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Wellness Wednesday: Planning during a pandemic

Wellness Wednesday - Aug. 26
(Photo by Karolina Grabowska)
​​About six months ago, nearly everyone experienced a change of plans in some way, shape or form. For many DePaul students, the plans of going to in-person classes, sports practices, club meetings and outings with friends were no longer a possibility. In fact, the quick, drastic change in and of itself may have been just as daunting as no longer being able to do all the things we are normally used to doing. Going into autumn quarter, plans for a new school year also look different than they have during past years. 

This sense of unpredictability may be starting to spike as it can be hard to plan for the upcoming school year and even harder to think about the possibility of another plan being changed. If you feel uncomfortable because of the uncertainty, here are a few tips that may be helpful:

​1. Focus on what you can control. For some, having a predictable routine is helpful for feeling like they have a stable schedule. This may look like creating consistent morning and night routines, or taking breaks from schoolwork and technology around the same times every day.

2. Find ways to get what you feel like you are missing from plan changes. For example, the idea of taking online classes may work fine for some people when it comes to learning the material, but the social aspect of going to classes is what they miss. If this is the case, it is always possible to contact classmates to set up study and discussion sessions via video chat.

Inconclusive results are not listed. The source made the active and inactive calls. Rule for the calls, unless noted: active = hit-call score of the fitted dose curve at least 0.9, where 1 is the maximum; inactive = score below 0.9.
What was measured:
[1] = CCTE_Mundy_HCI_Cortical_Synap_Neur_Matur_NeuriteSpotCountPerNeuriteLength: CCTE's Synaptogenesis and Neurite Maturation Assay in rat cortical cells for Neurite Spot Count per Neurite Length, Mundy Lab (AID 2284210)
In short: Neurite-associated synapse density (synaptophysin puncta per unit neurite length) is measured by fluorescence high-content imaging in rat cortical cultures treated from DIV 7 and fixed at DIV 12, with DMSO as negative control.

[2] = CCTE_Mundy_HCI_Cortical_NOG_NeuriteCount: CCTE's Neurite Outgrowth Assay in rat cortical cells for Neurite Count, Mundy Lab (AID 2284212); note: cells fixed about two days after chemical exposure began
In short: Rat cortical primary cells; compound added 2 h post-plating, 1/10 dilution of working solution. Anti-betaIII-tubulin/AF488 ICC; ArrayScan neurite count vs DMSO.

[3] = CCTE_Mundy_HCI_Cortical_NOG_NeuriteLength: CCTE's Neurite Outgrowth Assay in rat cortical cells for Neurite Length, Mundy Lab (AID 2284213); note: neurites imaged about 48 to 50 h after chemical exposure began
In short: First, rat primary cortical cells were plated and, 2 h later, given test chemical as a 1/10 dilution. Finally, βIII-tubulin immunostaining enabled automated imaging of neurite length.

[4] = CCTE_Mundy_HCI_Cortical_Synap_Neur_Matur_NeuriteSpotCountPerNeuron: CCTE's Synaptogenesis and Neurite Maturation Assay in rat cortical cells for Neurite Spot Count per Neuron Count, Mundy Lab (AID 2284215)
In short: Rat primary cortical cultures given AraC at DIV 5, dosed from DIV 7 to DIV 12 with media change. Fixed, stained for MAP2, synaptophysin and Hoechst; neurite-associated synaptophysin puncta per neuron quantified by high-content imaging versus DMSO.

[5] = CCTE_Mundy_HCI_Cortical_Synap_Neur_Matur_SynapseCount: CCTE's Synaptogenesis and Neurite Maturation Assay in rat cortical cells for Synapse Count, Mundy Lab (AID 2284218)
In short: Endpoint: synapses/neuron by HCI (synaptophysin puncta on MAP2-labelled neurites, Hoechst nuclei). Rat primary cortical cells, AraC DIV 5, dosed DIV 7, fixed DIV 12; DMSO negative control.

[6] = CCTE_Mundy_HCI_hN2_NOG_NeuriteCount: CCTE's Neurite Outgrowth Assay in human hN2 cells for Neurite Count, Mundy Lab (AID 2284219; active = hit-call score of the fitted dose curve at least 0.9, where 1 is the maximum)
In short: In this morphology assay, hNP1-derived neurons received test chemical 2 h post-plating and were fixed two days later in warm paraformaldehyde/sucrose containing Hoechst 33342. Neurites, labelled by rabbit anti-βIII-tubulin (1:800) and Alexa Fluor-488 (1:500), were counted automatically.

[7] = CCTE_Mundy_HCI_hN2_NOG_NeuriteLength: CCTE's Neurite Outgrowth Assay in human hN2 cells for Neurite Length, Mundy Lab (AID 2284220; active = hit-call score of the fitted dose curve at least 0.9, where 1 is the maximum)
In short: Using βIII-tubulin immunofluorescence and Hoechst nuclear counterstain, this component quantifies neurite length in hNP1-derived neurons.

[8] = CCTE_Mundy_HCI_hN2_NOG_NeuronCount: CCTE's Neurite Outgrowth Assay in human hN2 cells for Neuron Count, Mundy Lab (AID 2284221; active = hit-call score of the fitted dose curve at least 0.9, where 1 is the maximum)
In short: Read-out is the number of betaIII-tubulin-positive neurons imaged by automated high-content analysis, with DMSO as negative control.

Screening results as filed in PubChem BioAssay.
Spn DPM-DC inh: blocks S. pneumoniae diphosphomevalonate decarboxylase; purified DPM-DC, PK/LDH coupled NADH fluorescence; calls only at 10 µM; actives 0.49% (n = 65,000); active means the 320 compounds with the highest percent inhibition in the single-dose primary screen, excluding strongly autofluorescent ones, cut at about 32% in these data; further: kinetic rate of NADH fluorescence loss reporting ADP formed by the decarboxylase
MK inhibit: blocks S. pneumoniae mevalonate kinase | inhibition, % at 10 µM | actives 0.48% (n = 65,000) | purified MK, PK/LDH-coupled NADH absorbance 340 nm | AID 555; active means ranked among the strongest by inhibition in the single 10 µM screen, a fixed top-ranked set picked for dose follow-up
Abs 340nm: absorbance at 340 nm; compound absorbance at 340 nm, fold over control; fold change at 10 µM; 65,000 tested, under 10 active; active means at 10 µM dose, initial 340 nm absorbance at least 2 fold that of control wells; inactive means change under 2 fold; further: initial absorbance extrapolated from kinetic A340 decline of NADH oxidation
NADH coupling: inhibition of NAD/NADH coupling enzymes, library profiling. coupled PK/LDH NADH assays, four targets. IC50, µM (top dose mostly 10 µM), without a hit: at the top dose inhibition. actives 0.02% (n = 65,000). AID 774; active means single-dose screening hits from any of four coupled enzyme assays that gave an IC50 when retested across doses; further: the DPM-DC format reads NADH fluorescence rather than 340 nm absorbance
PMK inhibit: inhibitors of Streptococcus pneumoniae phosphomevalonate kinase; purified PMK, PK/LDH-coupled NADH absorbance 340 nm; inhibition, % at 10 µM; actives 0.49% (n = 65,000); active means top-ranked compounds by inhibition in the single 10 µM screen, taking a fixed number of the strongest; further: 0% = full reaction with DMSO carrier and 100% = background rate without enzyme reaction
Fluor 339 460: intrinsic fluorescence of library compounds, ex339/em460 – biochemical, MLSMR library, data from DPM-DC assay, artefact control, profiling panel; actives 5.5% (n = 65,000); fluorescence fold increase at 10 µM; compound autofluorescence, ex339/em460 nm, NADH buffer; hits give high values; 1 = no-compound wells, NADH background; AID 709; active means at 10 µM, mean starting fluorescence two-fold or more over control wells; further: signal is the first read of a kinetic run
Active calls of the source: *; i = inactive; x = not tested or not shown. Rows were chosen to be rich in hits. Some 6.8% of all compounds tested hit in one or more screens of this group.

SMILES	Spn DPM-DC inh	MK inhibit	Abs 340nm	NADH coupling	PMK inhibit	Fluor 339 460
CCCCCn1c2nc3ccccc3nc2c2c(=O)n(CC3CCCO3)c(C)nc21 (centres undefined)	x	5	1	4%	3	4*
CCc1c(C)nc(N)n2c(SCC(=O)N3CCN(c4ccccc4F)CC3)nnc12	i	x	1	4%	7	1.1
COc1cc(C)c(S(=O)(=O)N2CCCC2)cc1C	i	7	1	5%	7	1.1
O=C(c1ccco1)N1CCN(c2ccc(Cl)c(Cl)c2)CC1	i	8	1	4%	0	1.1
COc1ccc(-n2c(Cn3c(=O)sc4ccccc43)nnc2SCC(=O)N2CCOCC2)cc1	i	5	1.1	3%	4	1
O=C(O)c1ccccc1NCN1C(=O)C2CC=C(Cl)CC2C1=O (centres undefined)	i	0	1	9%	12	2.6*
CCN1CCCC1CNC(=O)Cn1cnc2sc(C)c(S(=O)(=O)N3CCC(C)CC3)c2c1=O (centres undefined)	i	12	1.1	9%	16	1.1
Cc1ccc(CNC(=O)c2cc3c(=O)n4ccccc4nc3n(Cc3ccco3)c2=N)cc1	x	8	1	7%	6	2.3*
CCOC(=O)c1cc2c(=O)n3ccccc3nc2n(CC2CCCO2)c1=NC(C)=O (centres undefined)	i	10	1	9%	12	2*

3. Take time for self-care. Stress is stress. Whether you are stressed out by the start of the school year being different from past school years or you feel like you are missing out on fun events, it is important to address your physical and emotional needs. Dedicating time for self-care activities every day can help with easing the stress that this uncertainty may bring. It may help to work self-care practices into your daily schedule to ensure you take time to do these practices and to give yourself another consistent thing to plan on.

4. Talk to someone. If you feel as though the negative emotions of the constant change of plans over the past six months has become too much for you to handle on your own, reach out to someone. For some people, talking to a friend about their stress is helpful. For others, it may be more beneficial to reach out to a therapist for guidance with adjusting unhelpful thinking patterns. Do what you think is best for you.

Beginning a new school year is stressful enough without a pandemic. However, the Office of Health Promotion and Wellness wants to help. Whether it is through one-on-one appointments with HPW staff or helping you find support that fits your needs, we want to do everything we can to reduce as much stress during this time as possible. Be sure to connect with us via email, phone call or social media.

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Take Care, DePaul!